By Michael Condon
Former Fire and Aviation Chief for the Plumas National Forest
Special to Plumas News
There was something missing from the skies over Plumas County today. There were no angry smoke columns. Drift smoke covered parts of the area, but there were more clouds than smoke.
The clouds are the result of an approaching frontal system that will pass over the fire area in the early hours of tomorrow morning.
The frontal passage is a mixed blessing, bringing with it the chance for some rain showers, along with stronger winds and possible thunderstorms. The winds associated with the front are forecast to be up to 40 mph in exposed areas. Outflow winds from the thunderstorms could be stronger and more erratic.
These winds are sure to test fire lines and firefighters alike.
So far, as the sun goes down tonight most of the fire area is calm. The winds have increased along the northern and eastern portions of the fire. Winds in excess of 40 mph were measured near the escarpment area. So far those fire lines are holding. There were some showers over that area shortly after the winds, bringing some hope and increased confidence to firefighters.
Fire crews continue to deepen the mop up efforts along fire lines around Dixie Valley. The contingency lines south of Dixie Valley are all completed.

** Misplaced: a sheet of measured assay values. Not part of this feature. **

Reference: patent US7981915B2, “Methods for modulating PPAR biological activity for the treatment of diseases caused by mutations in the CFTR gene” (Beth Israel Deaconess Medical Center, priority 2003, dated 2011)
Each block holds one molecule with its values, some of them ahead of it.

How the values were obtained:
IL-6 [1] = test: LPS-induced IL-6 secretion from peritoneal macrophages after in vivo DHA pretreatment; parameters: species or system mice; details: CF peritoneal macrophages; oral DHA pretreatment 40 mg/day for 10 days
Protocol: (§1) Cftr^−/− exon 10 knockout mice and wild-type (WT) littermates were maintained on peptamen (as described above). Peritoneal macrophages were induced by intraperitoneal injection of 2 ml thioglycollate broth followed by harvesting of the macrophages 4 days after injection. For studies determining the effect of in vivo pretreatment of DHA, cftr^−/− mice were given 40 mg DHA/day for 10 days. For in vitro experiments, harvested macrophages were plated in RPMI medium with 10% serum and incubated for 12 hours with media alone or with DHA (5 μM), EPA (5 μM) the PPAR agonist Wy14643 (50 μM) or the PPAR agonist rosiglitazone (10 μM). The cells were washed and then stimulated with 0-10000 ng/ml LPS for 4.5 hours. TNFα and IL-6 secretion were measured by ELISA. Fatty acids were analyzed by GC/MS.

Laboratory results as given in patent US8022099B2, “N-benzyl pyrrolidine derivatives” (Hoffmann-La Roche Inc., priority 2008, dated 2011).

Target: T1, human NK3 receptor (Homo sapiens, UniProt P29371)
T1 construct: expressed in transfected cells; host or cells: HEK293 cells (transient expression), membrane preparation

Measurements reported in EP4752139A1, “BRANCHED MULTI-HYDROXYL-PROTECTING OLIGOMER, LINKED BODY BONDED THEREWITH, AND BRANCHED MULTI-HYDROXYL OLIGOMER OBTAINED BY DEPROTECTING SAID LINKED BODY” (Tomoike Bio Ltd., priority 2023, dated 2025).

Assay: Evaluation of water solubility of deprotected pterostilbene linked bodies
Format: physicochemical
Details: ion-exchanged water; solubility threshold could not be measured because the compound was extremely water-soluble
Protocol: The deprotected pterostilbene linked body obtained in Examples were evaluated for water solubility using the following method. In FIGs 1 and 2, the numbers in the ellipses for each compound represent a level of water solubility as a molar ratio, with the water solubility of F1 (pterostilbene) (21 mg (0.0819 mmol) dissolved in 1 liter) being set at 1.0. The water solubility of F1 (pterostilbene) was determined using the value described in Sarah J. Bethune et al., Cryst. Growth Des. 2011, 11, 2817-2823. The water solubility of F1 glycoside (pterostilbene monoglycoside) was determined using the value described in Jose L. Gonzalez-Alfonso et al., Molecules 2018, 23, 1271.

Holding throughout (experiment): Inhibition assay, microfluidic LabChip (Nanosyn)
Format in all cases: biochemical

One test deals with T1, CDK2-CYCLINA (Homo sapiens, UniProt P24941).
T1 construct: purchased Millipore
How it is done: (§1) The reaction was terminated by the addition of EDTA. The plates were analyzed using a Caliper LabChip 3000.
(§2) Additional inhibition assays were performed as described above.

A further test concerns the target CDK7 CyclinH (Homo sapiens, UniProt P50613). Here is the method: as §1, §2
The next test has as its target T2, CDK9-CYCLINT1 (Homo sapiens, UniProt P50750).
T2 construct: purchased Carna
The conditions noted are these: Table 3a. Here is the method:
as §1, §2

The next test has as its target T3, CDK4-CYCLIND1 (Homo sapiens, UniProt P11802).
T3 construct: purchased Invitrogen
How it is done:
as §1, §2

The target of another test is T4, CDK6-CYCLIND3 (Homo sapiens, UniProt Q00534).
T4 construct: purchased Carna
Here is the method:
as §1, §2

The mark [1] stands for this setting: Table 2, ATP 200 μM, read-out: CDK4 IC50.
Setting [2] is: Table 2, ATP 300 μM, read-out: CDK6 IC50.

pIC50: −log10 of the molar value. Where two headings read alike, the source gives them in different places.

Fire lines to the west of Dixie Valley all the way to Grizzly Ridge are holding with very few hot spots.
The fire line along Grizzly Ridge from Spring Garden to East Quincy is cooling down nicely. Fire managers expect to classify much of that line as “contained” if this weather system passes without any problems.
The fire in Plumas County is looking pretty good, but it is a different story in the northeast corner of the fire in Shasta and Lassen Counties. The fire made a run yesterday, burning a few thousand acres. By 9 this morning it became active again. As of this evening’s briefing, fire managers did not have a good map of the fire. They did say that it ran about 9 miles to the northeast and has crossed Highway 44. At times the fire was moving 2 to 3 miles in an hour according to West Zone Operations Section Chief Tony Brownell.
The head of the fire is burning away from the Old Station area, but there is still a flanking fire that is moving toward the community in the northern end of the Hat Creek Valley.
A major fire fight has been in progress all day on the outskirts of Old Station and continues as the sun goes down tonight. Air Tankers supported fire engines, dozers, and hand crews all trying to keep the fire out of Old Station. They had major support from a number of airtankers and helicopters until the sun went down.
Wind speeds are likely to increase overnight presenting firefighters with a major challenge. By morning, the winds will slow a little but still remain fairly strong. The chance for lightning storms diminishes as the sun comes up tomorrow.
The Dixie Fire is now 928,741 acres, an increase of 6,234 acres since yesterday evening. The fire remains 59 percent contained.